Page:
A Brief Pause in the Dawn’s Early Light

Every school morning there’s a bit of extra traffic in front of my house. Foot traffic, bicycle traffic, car traffic. It’s spread out over forty-five minutes of drop-off time, so it doesn’t seem like that much. When that traffic clears and school starts what follows has made living so close to the school a sweet daily reminder of how charmed a life I lead.

English: Flag of the United States of America....

The American National Anthem plays on the loudspeaker system every school morning. It’s broadcast outdoors apparently, not just indoors. It’s loud enough that I can hear it inside my house.

I remember hurrying across campus at college to get inside a building before the National Anthem and flag raising started so I wouldn’t have to stop and stand with my hand over my heart, freezing, for those interminable minutes while it played. What a dweeb! I was young and shallow and clearly didn’t appreciate what that really meant. Decades later I get it and will stop and listen and pay respect with my hand over my heart.

One of the parents in the neighborhood walks his kid to school and brings the family dog along. When the anthem plays the dog “sings” along. I kid you not. The dog barks and yowls in this high-pitched singalong dog falsetto that is something crazy to behold. I like to think the dog gets it. I know that’s stretching it a bit, but it makes me smile to imagine that a dog knows what a charmed life it lives, too.

US Navy 041217-N-3236B-022 A World War II U.S....

A World War II U.S. Army veteran who fought in the Battle of the Bulge, salutes the American flag during the playing of the National Anthem.

It surely makes me pause every single time I hear it. It’s not the words and it’s not the music. It’s what it represents; a daily memoir of thousands and thousands of lives shared, lived, changed and lost. Today, September 20, the third Friday in September, is National POW/MIA Recognition Day. Is there an appropriate way to remember and honor people like this? Gratitude for  their sacrifice, mindful of the price of the freedom I enjoy. I can start there.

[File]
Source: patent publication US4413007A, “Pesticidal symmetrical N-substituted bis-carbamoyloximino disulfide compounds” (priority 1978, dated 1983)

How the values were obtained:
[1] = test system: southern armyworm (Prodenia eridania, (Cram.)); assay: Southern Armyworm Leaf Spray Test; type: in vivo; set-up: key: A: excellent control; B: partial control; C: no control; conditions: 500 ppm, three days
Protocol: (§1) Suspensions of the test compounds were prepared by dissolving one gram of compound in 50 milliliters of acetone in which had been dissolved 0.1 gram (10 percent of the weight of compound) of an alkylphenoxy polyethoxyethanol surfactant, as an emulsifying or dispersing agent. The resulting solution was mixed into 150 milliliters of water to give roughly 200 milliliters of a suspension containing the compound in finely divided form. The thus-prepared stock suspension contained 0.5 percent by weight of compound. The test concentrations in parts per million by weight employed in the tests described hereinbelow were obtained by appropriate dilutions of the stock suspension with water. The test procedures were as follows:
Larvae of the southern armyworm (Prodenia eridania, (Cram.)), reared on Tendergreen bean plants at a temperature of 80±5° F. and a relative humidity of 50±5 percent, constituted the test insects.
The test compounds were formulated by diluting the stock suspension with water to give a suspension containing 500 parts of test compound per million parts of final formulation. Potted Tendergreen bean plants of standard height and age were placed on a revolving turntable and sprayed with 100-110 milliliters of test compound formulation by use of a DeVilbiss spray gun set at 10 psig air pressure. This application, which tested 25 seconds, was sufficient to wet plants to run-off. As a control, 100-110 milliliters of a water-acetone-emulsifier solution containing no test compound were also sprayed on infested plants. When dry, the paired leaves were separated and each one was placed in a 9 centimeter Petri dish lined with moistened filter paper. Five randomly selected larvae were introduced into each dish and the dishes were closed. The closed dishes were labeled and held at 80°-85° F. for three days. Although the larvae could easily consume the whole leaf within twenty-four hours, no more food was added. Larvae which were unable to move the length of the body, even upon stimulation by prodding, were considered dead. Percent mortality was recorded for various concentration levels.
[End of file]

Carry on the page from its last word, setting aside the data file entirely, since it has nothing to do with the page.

The National Anthem is also a daily question: “Can you see?”

And so I ask myself. Can I see? Can I see what abundance lies before me? Can I share that somehow today?

I hope this doesn’t sound arrogant. That’s the last message I’d want to convey here. I guess I just want to acknowledge that I feel lucky, grateful, humbled. I don’t want to take any of this for granted.

I’ve included all four stanzas of the Star Spangled Banner by Francis Scott Key. Read it with the tune in your head, or read it as a poem.

But please, read mindfully and see what it says to you today.

Can you see?

Oh, say, can you see, by the dawn’s early light,
What so proudly we hail’d at the twilight’s last gleaming?
Whose broad stripes and bright stars, thro’ the perilous fight,
O’er the ramparts we watch’d, were so gallantly streaming?
And the rockets’ red glare, the bombs bursting in air,
Gave proof thro’ the night that our flag was still there.
O say, does that star-spangled banner yet wave
O’er the land of the free and the home of the brave?

On the shore dimly seen thro’ the mists of the deep,
Where the foe’s haughty host in dread silence reposes,
What is that which the breeze, o’er the towering steep,
As it fitfully blows, half conceals, half discloses?
Now it catches the gleam of the morning’s first beam,
In full glory reflected, now shines on the stream:
‘Tis the star-spangled banner: O, long may it wave
O’er the land of the free and the home of the brave!

And where is that band who so vauntingly swore
That the havoc of war and the battle’s confusion
A home and a country should leave us no more?
Their blood has wash’d out their foul footsteps’ pollution.
No refuge could save the hireling and slave
From the terror of flight or the gloom of the grave:
And the star-spangled banner in triumph doth wave
O’er the land of the free and the home of the brave.

O, thus be it ever when freemen shall stand,
Between their lov’d homes and the war’s desolation;
Blest with vict’ry and peace, may the heav’n-rescued land
Praise the Pow’r that hath made and preserv’d us a nation!
Then conquer we must, when our cause is just,
And this be our motto: “In God is our trust”
And the star-spangled banner in triumph shall wave
O’er the land of the free and the home of the brave!

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Categories: Gratitude, Poetry, The World | Tags: , , , , , , , , | 4 Comments

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4 thoughts on “A Brief Pause in the Dawn’s Early Light

  1. Leanne

    I think it’s interesting that our government is so bent on taking God out of everything, and yet, here, the 4th verse of our national anthem, speaks of God: “In God is our trust.” Francis Scott Key was inspired.

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    • I don’t think most people realize there are four verses. Surprised that someone doesn’t bring that up when the arguments start flying on the subject.

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  2. Four verses, one seems to be hard enough at the ball game. I loved reading those. In God we trust, back off everyone who wants to change that, not a good idea at all! Thanks Kami for sharing. I CAN SEE!

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